A signature policy of President Vladimir Putin’s administration, maternity capital has benefitted others besides Russia’s new mothers.
Russian state grants totaling billions of dollars for the benefit of mothers and newborns are being corruptly siphoned off. A coterie of realtors — and possibly local officials — are getting rich through the purchase of dilapidated housing unfit for human habitation, with incalculable damage inflicted on a policy supposed to help alleviate Russia’s plunging population.
The program is failing on several levels. The money is controlled by officials, as opposed to an automatic lump sum for individuals; the subsidy per family stands at around 616,617 rubles ($9,800), with some $6.9bn allocated in total. A family welcoming its first child in 2022 would be allocated around 503,000 rubles from the government (around $6,970.) The policy states that this can only be spent in the interests of the child according to criteria set out in law; for example, for education, the integration of disabled children into society, and improving children’s living conditions. There has in addition been discussion of offering money to women to forego abortions.
A signature policy of President Vladimir Putin’s administration, state-affiliated media often describe maternity capital a social success. But it seems relatively easy for the funds to be stolen; mostly through housing; and the more dilapidated the property the better.
Novaya Gazeta reporter Denis Korotkov recently traveled to the tiny village of Galki, some 250km (155 miles) northwest of Moscow. There, he found badly rotted, ramshackle wooden buildings that had been acquired to launder maternity capital. But what initially seemed an isolated case, he later discovered was common practice in areas up and down the country.
In the regions of Torzhok and Klokovo, close to Galki, similar practices are underway. “On the surface, it seems like the whole village has been bought out by families with maternity capital. This is not true.” Instead, they were mostly empty with only the occasional elderly resident; realtors who had arranged the purchases struggled to recall the details of the purchasers. In Torzhok alone, Novaya reported that from 2014-2020, some 1,759 families used maternity capital to pay off debts and interest on a mortgage.
In response to Korotkov’s questions, one estate agent named Artem Ostanin said he “sold a lot of things” and that they were “apartments . . . in good condition,” while another, Andrei Gorshkov in Klokovo, merely stated that “perhaps” he had received funds sourced from maternity capital. Almost all the new homeowners are people on low incomes or are blacklisted by banks.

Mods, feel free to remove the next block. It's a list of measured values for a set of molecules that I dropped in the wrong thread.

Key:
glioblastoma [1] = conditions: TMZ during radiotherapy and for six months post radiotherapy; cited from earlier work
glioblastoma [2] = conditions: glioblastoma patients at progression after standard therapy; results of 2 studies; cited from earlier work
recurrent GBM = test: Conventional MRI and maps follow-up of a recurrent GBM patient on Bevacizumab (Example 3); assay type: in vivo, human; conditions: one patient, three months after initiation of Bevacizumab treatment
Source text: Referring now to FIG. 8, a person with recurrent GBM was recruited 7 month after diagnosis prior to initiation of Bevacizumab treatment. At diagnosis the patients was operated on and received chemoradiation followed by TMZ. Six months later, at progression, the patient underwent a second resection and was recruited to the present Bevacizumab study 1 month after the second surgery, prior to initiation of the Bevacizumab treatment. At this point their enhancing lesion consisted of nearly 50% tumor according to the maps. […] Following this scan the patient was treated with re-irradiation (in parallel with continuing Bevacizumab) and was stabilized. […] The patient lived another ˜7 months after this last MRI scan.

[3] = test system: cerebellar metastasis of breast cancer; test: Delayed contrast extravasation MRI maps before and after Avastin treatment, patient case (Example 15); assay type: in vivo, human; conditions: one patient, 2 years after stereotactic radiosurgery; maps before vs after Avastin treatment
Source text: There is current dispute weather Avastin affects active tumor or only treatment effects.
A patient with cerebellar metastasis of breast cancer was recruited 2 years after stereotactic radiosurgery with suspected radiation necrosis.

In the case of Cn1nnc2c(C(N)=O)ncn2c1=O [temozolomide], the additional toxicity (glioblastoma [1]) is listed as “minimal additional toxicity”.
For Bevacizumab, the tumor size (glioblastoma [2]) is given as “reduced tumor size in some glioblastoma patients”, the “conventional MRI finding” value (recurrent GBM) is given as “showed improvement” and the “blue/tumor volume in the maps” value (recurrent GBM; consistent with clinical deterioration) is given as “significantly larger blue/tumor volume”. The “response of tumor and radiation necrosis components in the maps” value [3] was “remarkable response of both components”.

The maternity capital scheme was instituted in 2007 and was extended until 2026 last year. More than 8 million families have received the benefit since the program was launched.
Russian demographic trends have seen extraordinary challenges over the past century, having to overcome the loss of multiple millions of lives through the two world wars, a civil war, Stalin’s mass murders, and the “wild 1990s,” exacerbated by other factors such as alcohol abuse and a high HIV rate.
Experts question how much effect maternity programs can have. “Subsidies cannot impact the birth rate in any way. First, a low birth rate is registered not only among the poor but also among those financially able to raise another child,” said Russian demographer Anatoly Vishnevsky in a 2020 interview with Novaya Gazeta. He added: “There is no hope of resolving the birth rate problem in Russia.”
Over the past year, Russia has experienced a record population decline. Between October 2020 and September 2021, it fell by nearly a million (997,000, according to demographer Alexei Raksha: the “largest in peacetime” and “despite the fact that the birth rate has grown slightly over the past year.”)
Whether or not maternity capital has had a significant impact, it has undoubtedly helped ease some of the financial pressures of being a new mother, especially for the poor — even though the money is delivered in a corrupt manner and also benefits professionals who have no right to it. As always, Russia’s black economy finds a way, a very strange way.
Photo: MOSCOW, RUSSIA – AUGUST 11, 2021: A mother and an infant are seen in a ward of the neonatal pathology unit at the Kulakov National Medical Research Center of Obstetrics, Gynecology and Perinatology of the Russian Healthcare Ministry. Credit: Gavriil Grigorov/TASS.
WP Post Author
November 4, 2021
Europe’s Edge is an online journal covering crucial topics in the transatlantic policy debate. All opinions are those of the author and do not necessarily represent the position or views of the institutions they represent or the Center for European Policy Analysis.